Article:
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India Coronavirus Dispatch: Delhi's pollution, pandemic mix may get toxic

From Indian oximeters not being accurate to limited footfall in cinema halls, here's how the country is coping with the pandemic

Delhi | air pollution | Coronavirus

Shreegireesh Jalihal  |  New Delhi 

A health worker in PPE collects nasal sample from a Sadhu at Nizamuddin Railway Station to conduct tests for Covid-19, amid the spread of the disease, in New Delhi

Oximeters may not be reliable: Oximeters are being used to check a person’s vitals as a way of mapping their condition after testing positive for Covid. Multiple cases that have come to light, however, show that the oximeter readings may not be reliable. The readings for a lot of India-bought oximeters fluctuate a lot depending on the posture of the patient. Despite oximeters being a key inclusion in many Covid kits, health experts have seriously doubted their efficacy. A part of the reason for the poor accuracy of these devices in India is that the regulations guiding their standards and quality levels are yet to be implemented fully. In the absence of critical oversight, experts say oximeters flooding the Indian market may not be fit for use. Read more here.

Chandigarh’s cinema halls: In a Chandigarh cinema hall, only one visitor turned up — a Covid survivor. This trend was witnessed across the city as most cinema halls went almost entirely vacant. Some of the viewers came in on day one of reopening just to check out the arrangements and report back to their families. Despite all the cinema halls adhering to Covid protocols as mandated by government SOPs, the footfall so far has been abysmal. One of the reasons for the low turnout of the audience, according to theatre management, is that only old releases are being screened now. Some halls are also selling PPE kits at the reception which moviegoers can buy at their own discretion. Further, on entering the mall, all the visitors were asked to download the Aarogya Setu App, after a temperature check and hand sanitisation. Display screens outside movie halls continuously displayed the various precautions which one needs to undertake while entering the hall. Read more here.

Crowding at AIIMS: Staggered patient visitation — only those who book appointments online or via call can meet doctors — is just one of the ways AIIMS is using to ensure no overcrowding takes place outside the OPD. While this means that fewer people will end up waiting in long queues, the flip side is that a lot of visitors from neighbouring states aren’t aware of the new protocols in place. However, despite this, queues were inevitable as patients and their families waited to buy medicines following their appointments. The OPD at AIIMS resumed only around a month ago, before which patients could opt for teleconsultations. The premises were also lined up with boards displaying Covid norms to be maintained at the hospital. Police officials have also been imposing fines on people for not wearing their face masks properly. Read more here.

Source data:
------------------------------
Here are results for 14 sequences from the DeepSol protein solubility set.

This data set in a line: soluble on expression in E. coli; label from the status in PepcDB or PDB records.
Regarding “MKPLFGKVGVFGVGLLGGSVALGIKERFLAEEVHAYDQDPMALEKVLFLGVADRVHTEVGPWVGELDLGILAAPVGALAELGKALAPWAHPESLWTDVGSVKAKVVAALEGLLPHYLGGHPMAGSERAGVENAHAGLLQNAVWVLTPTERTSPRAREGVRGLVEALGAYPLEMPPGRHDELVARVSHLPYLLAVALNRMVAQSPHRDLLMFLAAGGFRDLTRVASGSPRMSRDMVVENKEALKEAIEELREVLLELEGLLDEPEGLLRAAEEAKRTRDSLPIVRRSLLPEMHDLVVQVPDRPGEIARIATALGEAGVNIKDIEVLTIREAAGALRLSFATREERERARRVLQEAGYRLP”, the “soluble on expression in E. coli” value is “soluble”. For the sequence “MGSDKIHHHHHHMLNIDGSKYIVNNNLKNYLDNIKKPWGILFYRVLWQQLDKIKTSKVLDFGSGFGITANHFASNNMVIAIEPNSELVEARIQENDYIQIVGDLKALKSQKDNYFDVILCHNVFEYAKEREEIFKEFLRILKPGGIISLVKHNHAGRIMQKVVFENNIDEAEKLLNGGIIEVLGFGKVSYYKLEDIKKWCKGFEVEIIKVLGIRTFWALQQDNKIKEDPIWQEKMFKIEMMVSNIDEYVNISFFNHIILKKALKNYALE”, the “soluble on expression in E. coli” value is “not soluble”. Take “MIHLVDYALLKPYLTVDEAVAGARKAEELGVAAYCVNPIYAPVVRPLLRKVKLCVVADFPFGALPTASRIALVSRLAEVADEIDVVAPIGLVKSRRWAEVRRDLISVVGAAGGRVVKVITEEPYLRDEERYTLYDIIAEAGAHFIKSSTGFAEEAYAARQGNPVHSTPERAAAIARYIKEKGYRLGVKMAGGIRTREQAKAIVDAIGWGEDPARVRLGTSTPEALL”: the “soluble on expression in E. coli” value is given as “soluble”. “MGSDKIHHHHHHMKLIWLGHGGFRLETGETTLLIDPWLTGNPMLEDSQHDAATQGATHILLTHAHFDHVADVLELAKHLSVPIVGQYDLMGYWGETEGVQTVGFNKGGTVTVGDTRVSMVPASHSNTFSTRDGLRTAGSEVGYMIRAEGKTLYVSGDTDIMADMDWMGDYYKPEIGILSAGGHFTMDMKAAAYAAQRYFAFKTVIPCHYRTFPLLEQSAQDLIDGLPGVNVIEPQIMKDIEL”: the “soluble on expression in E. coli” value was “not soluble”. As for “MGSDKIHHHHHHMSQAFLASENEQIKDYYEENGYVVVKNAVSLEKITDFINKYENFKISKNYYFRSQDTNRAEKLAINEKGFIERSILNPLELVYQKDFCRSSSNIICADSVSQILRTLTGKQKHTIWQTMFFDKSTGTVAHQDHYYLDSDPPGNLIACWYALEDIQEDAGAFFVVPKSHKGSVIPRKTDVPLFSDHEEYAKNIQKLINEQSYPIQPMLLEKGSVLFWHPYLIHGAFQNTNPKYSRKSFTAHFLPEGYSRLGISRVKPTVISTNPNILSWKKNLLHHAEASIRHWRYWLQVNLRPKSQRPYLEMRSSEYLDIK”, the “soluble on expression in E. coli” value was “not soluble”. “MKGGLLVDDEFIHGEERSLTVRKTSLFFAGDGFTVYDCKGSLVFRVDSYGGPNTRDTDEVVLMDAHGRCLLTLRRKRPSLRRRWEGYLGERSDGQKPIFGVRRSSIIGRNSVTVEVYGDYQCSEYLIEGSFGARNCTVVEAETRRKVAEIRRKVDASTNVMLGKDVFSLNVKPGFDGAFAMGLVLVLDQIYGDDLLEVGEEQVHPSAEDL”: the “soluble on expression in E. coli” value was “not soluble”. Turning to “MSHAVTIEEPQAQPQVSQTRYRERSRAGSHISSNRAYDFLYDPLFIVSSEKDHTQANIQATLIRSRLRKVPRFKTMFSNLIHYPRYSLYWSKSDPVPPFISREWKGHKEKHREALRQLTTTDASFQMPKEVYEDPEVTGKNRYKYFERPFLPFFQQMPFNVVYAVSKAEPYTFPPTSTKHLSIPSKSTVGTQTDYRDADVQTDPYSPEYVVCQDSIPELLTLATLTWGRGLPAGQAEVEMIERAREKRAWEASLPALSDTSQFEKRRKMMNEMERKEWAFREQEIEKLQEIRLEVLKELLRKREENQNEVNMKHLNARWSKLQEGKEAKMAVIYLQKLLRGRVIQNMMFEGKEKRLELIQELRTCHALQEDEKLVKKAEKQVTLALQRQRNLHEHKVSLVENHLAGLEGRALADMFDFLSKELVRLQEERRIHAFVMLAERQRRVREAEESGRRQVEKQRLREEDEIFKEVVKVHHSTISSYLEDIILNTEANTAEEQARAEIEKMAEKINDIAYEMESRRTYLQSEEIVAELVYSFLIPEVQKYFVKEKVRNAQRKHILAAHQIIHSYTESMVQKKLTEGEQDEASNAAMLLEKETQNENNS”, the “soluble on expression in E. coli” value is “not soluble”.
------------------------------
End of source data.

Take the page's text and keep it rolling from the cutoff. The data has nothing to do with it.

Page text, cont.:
residents worried: Delhi’s annual smog problem is set to return soon. Its residents are about to find out what the toxic mix of Covid and pollution can lead to. Families in the national capital with pre-existing health conditions such as asthma are stocking up on oxygen cylinders and pulse oximeters. The situation is especially alarming for people who have only recently recovered from Covid. As their bodies try to regain normalcy, the dirty air is about to take a toll on their already-damaged lungs. Families have also begun stocking up on air purifiers. Health experts warn that poor quality air will compromise the health of lungs, possibly leaving them even more vulnerable to a Covid infection. Read more here.


Covid as a boon: The columnist argues that the Covid-19 crisis presents us with a unique opportunity to take a re-look at the schooling system. Designing the process of school-reopening, she says, can provide new opportunities that can be tested in the ensuing months to see if they have the potential to become enduring features of the education system as a whole. First, a more decentralised approach to education that does away with hierarchy can be put into place. Since the pandemic hit, local conditions and community perceptions have been playing a decisive role in when and how schools can open. Further, increased interaction and planning between parents and teachers has also been made possible by the gradual reopening of schools. Activities are also being planned in a different way with the interests and convenience of students taking centerstage. Read more here.

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First Published: Sat, October 17 2020. 15:51 IST